Later, respect was shown for the nearly unknown player from Slovakia even by president Roman Herzog, who had followed the match from the stands. "She played magnificently, her courage was admirable."

With her 98th tournament win -- she celebrated her first ten years ago in Berlin against Martina Navratilova [sic] -- Steffi Graf draws a little bit closer to the magical frontier of 100 successes. But for the time being, she didn't want to hear anything about new records. "Every tournament win is something special for me. Tonight, I'll celebrate."

The psyche of the woman from Brühl is still battered, but athletically, she leaves Berlin strengthened. She must be afraid of only a few opponents. But she herself is probably still her own biggest opponent. Just like with her loss a week ago to Martina Hingis, the 15-year-old wunderkind from Switzerland who played in the doubles final with Helena Sukova yesterday but just barely lost. Her thoughts aren't on the matter at hand on court, the level of her performance on the court is clearly lower. The French Open, which begins on Whit Monday in Paris, is the first Grand Slam tournament of 1996 for Steffi Graf. As the defending champion, she must show how strong she really is.

Dem Sieg folgten die Tränen
Tennis: Steffi Graf gewinnt zum neunten Mal die German Open
BERLINER ZEITUNG
20.05.1996
Reinhold Schnupp

Steffi Graf hat gestern ihren Auftritt bei den 89. German Open mit dem insgesamt neunten Sieg gekrönt. In ihrem insgesamt elften Endspiel in Berlin schlug sie die Slowakin Karina Habsudova 4:6, 6:2, 7:5.

"Der Applaus, den ich jetzt gerade wieder bekommen habe, macht mich schon wieder fertig." Der 98. Turniersieg von Steffi Graf bei den 89. Internationalen Tennis-Meisterschaften von Deutschland wurde für die 26jährige zu einem bewegenden Moment. Die Weltranglisten-Erste mußte bei ihrer Siegesansprache erneut mit den Tränen kämpfen, so wie zu Beginn der Woche, als sie nach ihrem ersten Sieg als Weltsportlerin des Jahres 1995 ausgezeichnet worden war.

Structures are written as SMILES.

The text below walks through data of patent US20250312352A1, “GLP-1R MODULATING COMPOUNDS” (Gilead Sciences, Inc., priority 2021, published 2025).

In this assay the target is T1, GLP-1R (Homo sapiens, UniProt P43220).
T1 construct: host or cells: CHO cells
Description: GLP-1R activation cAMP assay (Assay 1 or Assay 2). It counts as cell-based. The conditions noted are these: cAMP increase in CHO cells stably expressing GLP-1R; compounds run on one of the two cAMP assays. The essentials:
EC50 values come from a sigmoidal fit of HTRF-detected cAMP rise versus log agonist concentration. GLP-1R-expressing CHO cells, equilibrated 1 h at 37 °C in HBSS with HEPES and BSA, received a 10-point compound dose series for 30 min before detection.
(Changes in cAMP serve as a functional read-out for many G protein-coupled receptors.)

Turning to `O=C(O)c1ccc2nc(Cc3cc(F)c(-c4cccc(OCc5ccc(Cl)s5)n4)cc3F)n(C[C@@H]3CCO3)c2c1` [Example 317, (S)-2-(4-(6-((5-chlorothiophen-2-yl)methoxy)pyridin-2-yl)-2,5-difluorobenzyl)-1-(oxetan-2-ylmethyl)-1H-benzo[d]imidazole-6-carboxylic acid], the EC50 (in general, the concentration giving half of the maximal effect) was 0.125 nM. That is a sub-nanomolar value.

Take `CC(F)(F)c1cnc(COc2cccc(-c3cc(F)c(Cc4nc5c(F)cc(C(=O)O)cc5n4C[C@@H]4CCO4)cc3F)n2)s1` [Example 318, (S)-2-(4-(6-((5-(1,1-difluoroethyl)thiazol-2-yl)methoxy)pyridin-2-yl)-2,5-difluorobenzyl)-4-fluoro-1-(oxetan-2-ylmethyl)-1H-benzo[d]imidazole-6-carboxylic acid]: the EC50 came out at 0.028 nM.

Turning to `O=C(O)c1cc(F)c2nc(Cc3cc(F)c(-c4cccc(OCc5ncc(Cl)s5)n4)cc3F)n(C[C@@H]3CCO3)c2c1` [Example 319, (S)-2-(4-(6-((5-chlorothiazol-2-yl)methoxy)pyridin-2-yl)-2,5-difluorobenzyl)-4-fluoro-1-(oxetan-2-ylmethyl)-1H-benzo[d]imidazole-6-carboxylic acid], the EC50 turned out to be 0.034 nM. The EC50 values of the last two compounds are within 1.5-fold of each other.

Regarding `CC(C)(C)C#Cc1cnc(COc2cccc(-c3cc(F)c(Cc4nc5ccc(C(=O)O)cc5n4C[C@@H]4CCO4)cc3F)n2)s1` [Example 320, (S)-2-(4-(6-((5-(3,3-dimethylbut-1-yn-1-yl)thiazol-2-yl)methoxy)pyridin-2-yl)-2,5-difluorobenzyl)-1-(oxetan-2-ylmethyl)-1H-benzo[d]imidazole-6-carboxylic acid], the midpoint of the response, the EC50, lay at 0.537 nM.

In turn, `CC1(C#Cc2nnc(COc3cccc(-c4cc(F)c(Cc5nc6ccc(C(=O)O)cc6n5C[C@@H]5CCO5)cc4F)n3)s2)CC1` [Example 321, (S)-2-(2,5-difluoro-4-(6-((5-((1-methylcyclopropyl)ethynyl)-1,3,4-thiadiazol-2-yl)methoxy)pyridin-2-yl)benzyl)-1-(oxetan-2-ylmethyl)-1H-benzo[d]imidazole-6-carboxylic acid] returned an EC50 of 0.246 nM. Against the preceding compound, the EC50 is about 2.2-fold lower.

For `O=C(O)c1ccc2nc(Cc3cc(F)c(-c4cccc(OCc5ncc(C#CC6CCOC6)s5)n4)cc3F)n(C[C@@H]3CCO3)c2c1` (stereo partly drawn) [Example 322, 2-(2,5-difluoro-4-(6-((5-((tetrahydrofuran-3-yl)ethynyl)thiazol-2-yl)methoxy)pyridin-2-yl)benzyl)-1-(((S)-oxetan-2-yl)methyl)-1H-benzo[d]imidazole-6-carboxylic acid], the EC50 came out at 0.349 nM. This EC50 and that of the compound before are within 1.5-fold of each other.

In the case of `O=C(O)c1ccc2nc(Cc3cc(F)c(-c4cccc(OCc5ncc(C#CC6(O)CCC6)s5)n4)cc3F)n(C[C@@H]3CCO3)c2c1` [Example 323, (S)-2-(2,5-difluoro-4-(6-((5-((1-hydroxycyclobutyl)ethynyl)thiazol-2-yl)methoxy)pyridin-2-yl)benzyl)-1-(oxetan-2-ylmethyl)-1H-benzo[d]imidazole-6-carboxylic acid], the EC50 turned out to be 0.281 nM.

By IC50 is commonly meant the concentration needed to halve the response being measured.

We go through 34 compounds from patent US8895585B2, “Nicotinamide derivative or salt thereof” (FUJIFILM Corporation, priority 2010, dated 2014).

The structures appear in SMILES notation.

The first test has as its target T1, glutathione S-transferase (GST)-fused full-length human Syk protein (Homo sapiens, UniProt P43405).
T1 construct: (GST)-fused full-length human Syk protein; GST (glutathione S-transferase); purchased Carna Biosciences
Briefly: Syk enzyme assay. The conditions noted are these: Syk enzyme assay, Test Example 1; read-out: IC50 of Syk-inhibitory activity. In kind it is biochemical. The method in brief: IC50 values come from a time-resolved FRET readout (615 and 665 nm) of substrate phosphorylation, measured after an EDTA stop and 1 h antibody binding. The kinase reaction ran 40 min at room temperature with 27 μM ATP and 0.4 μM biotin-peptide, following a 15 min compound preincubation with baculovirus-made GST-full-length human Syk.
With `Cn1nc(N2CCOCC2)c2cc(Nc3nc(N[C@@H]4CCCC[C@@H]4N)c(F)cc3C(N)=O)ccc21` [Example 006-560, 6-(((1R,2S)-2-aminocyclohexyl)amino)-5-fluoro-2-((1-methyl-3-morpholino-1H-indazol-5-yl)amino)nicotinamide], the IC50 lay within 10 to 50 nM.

Das Turnier beim LTTC Rot-Weiß im Grunewald bestätigte aufs neue, daß die German Open in Berlin das Lieblingsturnier Steffi Grafs sind. Ihre Entscheidung, nach der Absage das Turnier schließlich doch zu spielen, erwies sich nicht nur für den Veranstalter als Glücksfall. Nachdem sie anfangs zerbrechlich wirkte und zugab, "Angst vor einem Start in Berlin" gehabt zu haben, stabilisierte sie zusehends ihre Leistungen, aber auch ihre Psyche. So bezeichnete sie den Entschluß "hierher gefunden zu haben", als eines der wichtigsten Erlebnis der German Open.

Fragen nach dem inhaftierten Vater wurden ihr in Berlin erspart, der Sport stand im Vordergrund, ganz so, wie es sich immer wünscht.